Written by Katie Rosseinsky
From catching up with old friends to gazing at enviably glossy pictures from a stream of parties and dinners, Christmas celebrations can sometimes cause us to look at our own lives and find them wanting. We asked the experts for their advice on how to dodge the comparison trap over the festive period.
’Tis the season to compare yourself to others. Whether you’re scrolling through a highlights reel of picture-perfect celebrations on Instagram or making small talk with a friend of a friend at your annual trip to the local pub (and don’t get me started on the flurry of Christmas engagement announcements that inevitably pop up on your feed around this time of year), the festive period can sometimes feel rife with opportunities to measure yourself against others’ achievements – and find yourself wanting.
Social media has given us myriad new ways to compare ourselves to our peers (and to people we’ve never met) at this time of year, but the human urge to compare ourselves against one another goes back thousands of years. It’s “hardwired” into our brains, explains therapist Juulia Karlstedt, because “it has been evolutionary advantageous for us to be able to compare our perceived social worth and make adjustments accordingly. If you were doing well in your social group, your social group was less likely to kick you out, which would have been a death sentence for our ancestors living in small, isolated communities.”
The stakes might be (a lot) lower now, but the impulse remains, and we are especially likely to compare ourselves when we aren’t feeling our best. “Comparison is driven by fear and stress so when we have fewer stressors and higher self-esteem, we are much less likely to compare ourselves to others,” Karlstedt adds.
Christmas is prime time for these feelings not only because the end of the year is often a “more reflective” point, as Karlstedt says, when we’re more “aware of the passing of time”, but also because we’re often interacting with people outside our closest social or family circle. Just as we’d be unlikely to share the honest truth about how we’re feeling with them, they are likely to share the biggest and best moments of their year when you’re catching up – conversational ‘top lines’, if you will. It just so happens that those things (“I got a promotion!” or “I moved in with my partner!”) are often the sort of milestones that can inadvertently make us feel insecure if we haven’t reached them yet.
“If ever there was a time to compare and despair, it’s Christmas,” says Lee Pycroft, psychotherapist at Goldster. “Meeting up with old friends and relatives who you may not have had much contact with, plus the endless streams of parties and celebrations and selfies can for some people leave them in a spiral of comparison. It is natural for people to want to meet the emotional need for status, attention and connection and only reveal what’s going well in their life as this is what is celebrated in an achievement-based culture, but hearing this over the festive period can take its toll.”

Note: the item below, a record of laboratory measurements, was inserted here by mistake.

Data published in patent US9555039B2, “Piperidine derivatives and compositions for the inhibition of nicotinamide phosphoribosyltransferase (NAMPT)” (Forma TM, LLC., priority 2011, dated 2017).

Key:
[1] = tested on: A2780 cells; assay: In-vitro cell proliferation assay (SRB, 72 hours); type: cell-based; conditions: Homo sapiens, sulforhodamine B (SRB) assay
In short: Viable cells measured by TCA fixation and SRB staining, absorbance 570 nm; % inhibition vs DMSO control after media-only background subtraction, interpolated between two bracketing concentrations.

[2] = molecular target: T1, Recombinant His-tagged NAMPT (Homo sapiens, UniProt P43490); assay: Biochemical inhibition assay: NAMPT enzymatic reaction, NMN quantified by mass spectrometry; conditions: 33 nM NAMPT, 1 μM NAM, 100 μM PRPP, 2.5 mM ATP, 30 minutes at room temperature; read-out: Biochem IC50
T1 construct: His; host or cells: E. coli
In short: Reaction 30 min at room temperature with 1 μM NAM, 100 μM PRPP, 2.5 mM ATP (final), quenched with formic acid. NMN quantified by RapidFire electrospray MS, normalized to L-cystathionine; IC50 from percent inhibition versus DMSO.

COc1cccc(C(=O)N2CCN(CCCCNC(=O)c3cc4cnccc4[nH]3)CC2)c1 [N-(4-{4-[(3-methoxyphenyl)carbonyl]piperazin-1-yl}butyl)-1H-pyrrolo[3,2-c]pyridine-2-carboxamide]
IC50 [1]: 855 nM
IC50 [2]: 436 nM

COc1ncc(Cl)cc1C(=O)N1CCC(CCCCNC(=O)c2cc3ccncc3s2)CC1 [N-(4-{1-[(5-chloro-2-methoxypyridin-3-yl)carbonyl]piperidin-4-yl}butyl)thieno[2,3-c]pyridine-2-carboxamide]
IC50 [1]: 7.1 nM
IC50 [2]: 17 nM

To break out of this spiral of weighing up your own achievements against those of others (and feeling rubbish in the process), Pycroft recommends breaking down “what exactly you are comparing yourself to” because it might be a vision of success that doesn’t actually work for you. “We live in a world paved with milestones,” she says. “Some people may think that if they don’t own a property, have kids, get married, bag the perfect job [and] stack their bank account at certain points in their life then they are inferior. We need to question if we are just moving with the crowd.”
“We have been conditioned to follow a very linear view of what success is,” agrees mindset coach Rebecca Barr of The Femalepreneur Coach. “Question yourself whether you are comparing because they have something that you actually want, or something that you think you should want, according to society’s expectations.” To focus on what you do care about, Pycroft suggests taking “a personal inventory of the things that are meaningful to you that you have achieved during the year [to] focus on what’s gone well” (and no, you don’t have to share it on social media to chase likes).
If there are certain situations on the horizon that are likely to trigger negative comparisons, “mental rehearsal” could be a useful way to manage your feelings and allow you to enter potentially difficult conversations feeling more resilient. “Write down what you would like to happen, such as feeling calm and at ease, and move your mind to become more solution focused,” Pycroft says. “Vividly imagine yourself in the situation that would usually trigger you and see yourself looking and feeling the way you would like to feel.”
As comparison is rooted in self-criticism, practising gratitude is a helpful way to ward it off. “Gratitude doesn’t mean comparing downwards or invalidating our feelings,” Karlstedt says. “It means being fully present and enjoying the things we have in life rather than focusing on the things we don’t have.” She suggests taking some time to look back at the people and places that “have brought meaning to your life” over the past 12 months, then thinking “about how you can connect with them during this festive period”.
And if your Instagram feed is becoming unbearable? It might be time to stick your phone on airplane mode and take part in a mini digital detox. “Social media is a carefully curated highlight reel so it’s important to take anything you see with a pinch of salt, ground yourself in gratitude for even the smallest things each day and use these triggers as the inspiration of what you want to create in 2023,” says Barr.
Source: Read Full Article